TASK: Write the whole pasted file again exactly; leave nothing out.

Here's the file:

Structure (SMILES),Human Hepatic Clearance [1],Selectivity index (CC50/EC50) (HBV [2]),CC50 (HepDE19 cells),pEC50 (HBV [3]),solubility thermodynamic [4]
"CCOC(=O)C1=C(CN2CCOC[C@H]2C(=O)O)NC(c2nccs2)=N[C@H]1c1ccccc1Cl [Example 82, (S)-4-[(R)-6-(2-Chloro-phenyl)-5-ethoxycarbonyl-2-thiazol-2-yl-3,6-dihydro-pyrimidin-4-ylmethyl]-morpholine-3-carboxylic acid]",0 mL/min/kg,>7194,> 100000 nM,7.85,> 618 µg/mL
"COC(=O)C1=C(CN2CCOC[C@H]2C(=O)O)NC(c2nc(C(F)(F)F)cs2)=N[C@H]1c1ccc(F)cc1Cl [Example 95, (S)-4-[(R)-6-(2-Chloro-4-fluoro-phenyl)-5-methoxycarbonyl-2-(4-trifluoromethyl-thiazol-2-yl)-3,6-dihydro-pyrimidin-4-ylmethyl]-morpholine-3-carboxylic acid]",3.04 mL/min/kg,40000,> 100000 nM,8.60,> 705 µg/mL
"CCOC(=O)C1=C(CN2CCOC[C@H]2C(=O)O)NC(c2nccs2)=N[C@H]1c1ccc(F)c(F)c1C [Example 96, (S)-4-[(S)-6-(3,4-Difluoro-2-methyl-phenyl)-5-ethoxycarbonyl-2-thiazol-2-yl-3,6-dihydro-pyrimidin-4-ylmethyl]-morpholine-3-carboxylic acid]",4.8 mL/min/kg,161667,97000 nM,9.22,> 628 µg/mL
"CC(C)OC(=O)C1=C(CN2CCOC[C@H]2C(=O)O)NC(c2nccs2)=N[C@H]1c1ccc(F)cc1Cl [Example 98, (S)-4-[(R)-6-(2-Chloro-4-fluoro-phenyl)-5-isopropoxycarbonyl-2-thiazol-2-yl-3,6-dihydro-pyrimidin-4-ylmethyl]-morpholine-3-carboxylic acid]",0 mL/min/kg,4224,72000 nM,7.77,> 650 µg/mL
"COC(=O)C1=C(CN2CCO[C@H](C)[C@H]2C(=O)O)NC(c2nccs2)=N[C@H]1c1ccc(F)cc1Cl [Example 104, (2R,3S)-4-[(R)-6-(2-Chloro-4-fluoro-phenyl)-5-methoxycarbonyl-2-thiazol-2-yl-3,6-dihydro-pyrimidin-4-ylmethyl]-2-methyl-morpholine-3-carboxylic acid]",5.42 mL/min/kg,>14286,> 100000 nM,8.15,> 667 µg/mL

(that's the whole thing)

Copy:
Structure (SMILES),Human Hepatic Clearance [1],Selectivity index (CC50/EC50) (HBV [2]),CC50 (HepDE19 cells),pEC50 (HBV [3]),solubility thermodynamic [4]
"CCOC(=O)C1=C(CN2CCOC[C@H]2C(=O)O)NC(c2nccs2)=N[C@H]1c1ccccc1Cl [Example 82, (S)-4-[(R)-6-(2-Chloro-phenyl)-5-ethoxycarbonyl-2-thiazol-2-yl-3,6-dihydro-pyrimidin-4-ylmethyl]-morpholine-3-carboxylic acid]",0 mL/min/kg,>7194,> 100000 nM,7.85,> 618 µg/mL
"COC(=O)C1=C(CN2CCOC[C@H]2C(=O)O)NC(c2nc(C(F)(F)F)cs2)=N[C@H]1c1ccc(F)cc1Cl [Example 95, (S)-4-[(R)-6-(2-Chloro-4-fluoro-phenyl)-5-methoxycarbonyl-2-(4-trifluoromethyl-thiazol-2-yl)-3,6-dihydro-pyrimidin-4-ylmethyl]-morpholine-3-carboxylic acid]",3.04 mL/min/kg,40000,> 100000 nM,8.60,> 705 µg/mL
"CCOC(=O)C1=C(CN2CCOC[C@H]2C(=O)O)NC(c2nccs2)=N[C@H]1c1ccc(F)c(F)c1C [Example 96, (S)-4-[(S)-6-(3,4-Difluoro-2-methyl-phenyl)-5-ethoxycarbonyl-2-thiazol-2-yl-3,6-dihydro-pyrimidin-4-ylmethyl]-morpholine-3-carboxylic acid]",4.8 mL/min/kg,161667,97000 nM,9.22,> 628 µg/mL
"CC(C)OC(=O)C1=C(CN2CCOC[C@H]2C(=O)O)NC(c2nccs2)=N[C@H]1c1ccc(F)cc1Cl [Example 98, (S)-4-[(R)-6-(2-Chloro-4-fluoro-phenyl)-5-isopropoxycarbonyl-2-thiazol-2-yl-3,6-dihydro-pyrimidin-4-ylmethyl]-morpholine-3-carboxylic acid]",0 mL/min/kg,4224,72000 nM,7.77,> 650 µg/mL
"COC(=O)C1=C(CN2CCO[C@H](C)[C@H]2C(=O)O)NC(c2nccs2)=N[C@H]1c1ccc(F)cc1Cl [Example 104, (2R,3S)-4-[(R)-6-(2-Chloro-4-fluoro-phenyl)-5-methoxycarbonyl-2-thiazol-2-yl-3,6-dihydro-pyrimidin-4-ylmethyl]-2-methyl-morpholine-3-carboxylic acid]",5.42 mL/min/kg,>14286,> 100000 nM,8.15,> 667 µg/mL